Maybe now would be a good time for Mike Bloomberg declare his candidacy. He could run under the slogan, "Why can't I be different and original like everybody else?"

    Nick E, Manhattan, NY

    January 30, 2008 at 3:41 pm |
  218. Denise

    Yes...I think people want change. They want to feel good about being an American again. That is certainly a change from what we currently have in this country.

    January 30, 2008 at 3:41 pm |
  219. Matt

    I think that most people do want a change in Washington, but are scared to take the chance on someting new and exciting. I hope people realize that a great reward can come to when you take a little risk, and vote against the old Washington establishment. If noting does change then what have you really lost?

    January 30, 2008 at 3:42 pm |
  220. Albert from Atlanta, GA

    I think people actually believe that they ARE voting to change things, but rather than do the research themselves they allow the candidates and media to tell them what they want to hear. In the end the candidate who can convince the most people that they MAY get what they want without commiting to any real change will win the ballot. And who more experienced at telling us what we want to hear than our current frontrunners.

    Power to the sheep-le!

    January 30, 2008 at 3:42 pm |
  221. Gary Jones

    The last time people went for change and voted for an outsider, they got George Bush! Need I say more.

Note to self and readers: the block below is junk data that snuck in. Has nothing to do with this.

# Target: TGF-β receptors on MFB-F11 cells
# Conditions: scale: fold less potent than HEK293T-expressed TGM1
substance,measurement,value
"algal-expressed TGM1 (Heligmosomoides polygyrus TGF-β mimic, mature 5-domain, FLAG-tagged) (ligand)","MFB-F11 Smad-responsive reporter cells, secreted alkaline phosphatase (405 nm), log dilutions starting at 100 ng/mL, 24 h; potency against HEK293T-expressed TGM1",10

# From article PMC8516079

January 30, 2008 at 3:42 pm |
  222. Michael


    Yes, we want change. However, we consume so much of our time dealing with our own lives we have little left to put in for the effort required for change. True change can only happen when we come together as a nation and demand it. Unfortunately, we require inspiration either by negative events in our lives or by being moved by someone. Today we have both. Someday we will all pay for not demanding change. Global warming can be used as an analogy to our indifference to our leader’s failures. America, the greatest nation on earth will be greatly damaged, as history as proven, unless we demand change. I hope that all of us will stand up, put our prejudice away and demand a fundamental change in Washington. Vote with an understanding that it’s not just putting someone in office who can work the system, but someone who can CHANGE the system.

    January 30, 2008 at 3:42 pm |
  223. Change NOW

    END the “same, same, same” policies NOW.

    Save lives, save your money, reduce federal debt, restore personal privacy & liberty NOW.

    A clear plan for REAL CHANGES (not just fluffy gray vision slogans) to improve lives of US CITIZENS.

    There is only one candidate with an agenda for REAL CHANGES for:
    -the economy and national debt